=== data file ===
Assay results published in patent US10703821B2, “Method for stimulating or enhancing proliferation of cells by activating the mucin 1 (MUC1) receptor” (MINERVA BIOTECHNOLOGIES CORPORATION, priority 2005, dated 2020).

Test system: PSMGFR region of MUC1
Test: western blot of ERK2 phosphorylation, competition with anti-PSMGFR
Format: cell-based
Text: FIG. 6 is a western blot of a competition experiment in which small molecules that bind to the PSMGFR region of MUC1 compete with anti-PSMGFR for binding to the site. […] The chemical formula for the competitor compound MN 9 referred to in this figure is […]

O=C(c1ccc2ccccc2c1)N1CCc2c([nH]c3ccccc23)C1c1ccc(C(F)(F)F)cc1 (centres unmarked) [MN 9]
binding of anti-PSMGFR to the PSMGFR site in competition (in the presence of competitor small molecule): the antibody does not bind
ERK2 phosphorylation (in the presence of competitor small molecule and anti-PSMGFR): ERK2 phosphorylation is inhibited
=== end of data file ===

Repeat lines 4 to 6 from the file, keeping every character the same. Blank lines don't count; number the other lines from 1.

Format: cell-based
Text: FIG. 6 is a western blot of a competition experiment in which small molecules that bind to the PSMGFR region of MUC1 compete with anti-PSMGFR for binding to the site. […] The chemical formula for the competitor compound MN 9 referred to in this figure is […]

O=C(c1ccc2ccccc2c1)N1CCc2c([nH]c3ccccc23)C1c1ccc(C(F)(F)F)cc1 (centres unmarked) [MN 9]